Last week’s prisoner amnesty in Burma was the latest in a series of superficial changes that have done nothing to move the country away from authoritarian military rule. Branded a ‘sick joke’ by Human Rights Watch and widely rejected as a publicity stunt by other NGOs and governments throughout the world – it involved the release of some 14,600 detainees…only 34 of whom were political prisoners. This leaves over 2100 members of the democracy movement still languishing in Burma’s notorious jail cells – subject to daily abuse and torture as a result of their part in the struggle for freedom and human rights.
Of course, the releases that have taken place should be welcomed, along with the decision to overturn several death sentences, however the almost purely aesthetic nature of these moves cannot be ignored. The military junta has long shunned formal executions anyway (preferring the extra-judicial variety during crackdowns on protests or raids on ethnic villages) and inevitably manipulates any political releases to ensure its continued control. The high-profile release of Aung San Suu Kyi last November for example, was followed by calculated moves such as the forced closure of an HIV/AIDS hospital immediately after she visited, placing her in the almost impossible position of being unable to act without generating retribution against her own people. The few activists who walked free last week alongside thousands of petty criminals, can expect the same sort of treatment –if not worse.
None of this should come as any surprise- after all despite the ‘changes’ of the past six months, the old guard is still well and truly in power. A sham election characterised by ballot box stuffing, intimidation of voters and insurmountable restrictions on opposition groups put the junta’s militia-turned-proxy-party, the Union Solidarity and Development Party (USDP), in control of both chambers of the new parliament – reinforced by directly appointed military members and a military veto on legislation. The new President Thein Sein, sworn in two months ago along with the parliamentarians, was previously the junta’s fourth in command and was heavily involved in crushing the 2007 Saffron Revolution. His vice-presidents are Tin Aung Myint Oo –another military thug, and Sai Mauk Kham- a Shan member of the USDP whose appointment was widely seen as an attempt to distract the world from the junta’s persecution of ethnic minorities.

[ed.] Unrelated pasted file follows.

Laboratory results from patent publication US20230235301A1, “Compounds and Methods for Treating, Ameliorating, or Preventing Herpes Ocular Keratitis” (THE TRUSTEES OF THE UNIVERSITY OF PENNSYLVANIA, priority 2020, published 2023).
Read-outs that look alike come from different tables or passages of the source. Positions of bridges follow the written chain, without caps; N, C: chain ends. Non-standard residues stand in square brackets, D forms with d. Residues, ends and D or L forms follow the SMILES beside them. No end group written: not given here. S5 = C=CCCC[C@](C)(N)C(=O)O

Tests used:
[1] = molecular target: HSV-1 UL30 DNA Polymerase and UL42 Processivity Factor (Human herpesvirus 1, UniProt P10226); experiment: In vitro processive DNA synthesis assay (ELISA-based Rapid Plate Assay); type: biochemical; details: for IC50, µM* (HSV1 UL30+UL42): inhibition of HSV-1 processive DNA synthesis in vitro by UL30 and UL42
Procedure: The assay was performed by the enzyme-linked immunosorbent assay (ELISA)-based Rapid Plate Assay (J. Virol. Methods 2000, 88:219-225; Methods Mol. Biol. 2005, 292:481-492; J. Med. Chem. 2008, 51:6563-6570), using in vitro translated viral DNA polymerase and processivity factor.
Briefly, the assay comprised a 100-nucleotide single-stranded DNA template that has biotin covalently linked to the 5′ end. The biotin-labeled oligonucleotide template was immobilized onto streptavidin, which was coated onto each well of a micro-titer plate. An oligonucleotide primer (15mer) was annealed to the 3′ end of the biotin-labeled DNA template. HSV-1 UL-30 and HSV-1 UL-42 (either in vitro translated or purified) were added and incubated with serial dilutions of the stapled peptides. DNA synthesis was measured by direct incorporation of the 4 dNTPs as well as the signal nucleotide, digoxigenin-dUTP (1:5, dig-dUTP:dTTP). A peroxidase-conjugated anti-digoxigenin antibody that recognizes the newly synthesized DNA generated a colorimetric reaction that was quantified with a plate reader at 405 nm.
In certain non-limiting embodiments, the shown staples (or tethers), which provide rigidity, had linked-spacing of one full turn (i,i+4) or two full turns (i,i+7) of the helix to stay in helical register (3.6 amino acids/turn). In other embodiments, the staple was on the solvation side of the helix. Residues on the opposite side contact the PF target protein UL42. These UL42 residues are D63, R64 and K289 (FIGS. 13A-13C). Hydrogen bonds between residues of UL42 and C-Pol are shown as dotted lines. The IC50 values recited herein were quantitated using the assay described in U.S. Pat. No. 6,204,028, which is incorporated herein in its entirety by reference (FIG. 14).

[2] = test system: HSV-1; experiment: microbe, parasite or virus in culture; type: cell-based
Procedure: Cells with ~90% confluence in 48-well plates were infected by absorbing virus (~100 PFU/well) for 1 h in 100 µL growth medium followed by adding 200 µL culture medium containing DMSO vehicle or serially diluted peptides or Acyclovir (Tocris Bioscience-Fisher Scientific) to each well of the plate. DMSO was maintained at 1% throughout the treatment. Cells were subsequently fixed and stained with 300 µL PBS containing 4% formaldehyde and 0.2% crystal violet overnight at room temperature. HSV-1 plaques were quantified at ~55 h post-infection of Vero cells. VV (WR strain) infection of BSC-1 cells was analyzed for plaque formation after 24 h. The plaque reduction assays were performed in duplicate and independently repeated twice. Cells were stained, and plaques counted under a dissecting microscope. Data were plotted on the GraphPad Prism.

This faux-democratic front for military rule was never going to produce anything other than further sham reforms to give the impression of change and democratisation, whilst allowing the powers-that-be in Naypyidaw to continue their ruthless pursuits.
Right now this is coming to fruition in Burma’s ethnic minority regions where crimes against humanity- if not acts of genocide- are gathering pace. Since breaking its longstanding ceasefire with the Shan State Army rebel group in March, the junta has been deliberately targeting Shan civilians – shelling villages, gang-raping women and looting livestock, food and medicine. Similarly, villagers in the Karen region have been attacked and driven across the Thai-border as government troops attempt to crush the recently-strengthened ethnic resistance there. Kachin state is also facing a ‘four cuts’ campaign –designed to cut off rebel access to food, funds, information and recruitment by intense attacks against population centres.
The one glimmer of hope in this horrendous situation, lies in the fact that none of the junta’s ruses or ploys – from their sham parliament to their hollow prisoner amnesty – have fooled the international community. However, especially in light of the increased attacks on ethnic minorities, the criticism and rejection coming from across the world must now transform into action. Continued sanctions, referrals to the International Criminal Court and pressure on the junta’s allies and apologists – particularly China and India, are essential for the protection of civilians and the weakening of one of the worlds most brutal and violent dictatorships. For all the fake reforms nothing has changed in Burma – and without renewed support for the democracy movement from the rest of the world – nothing ever will.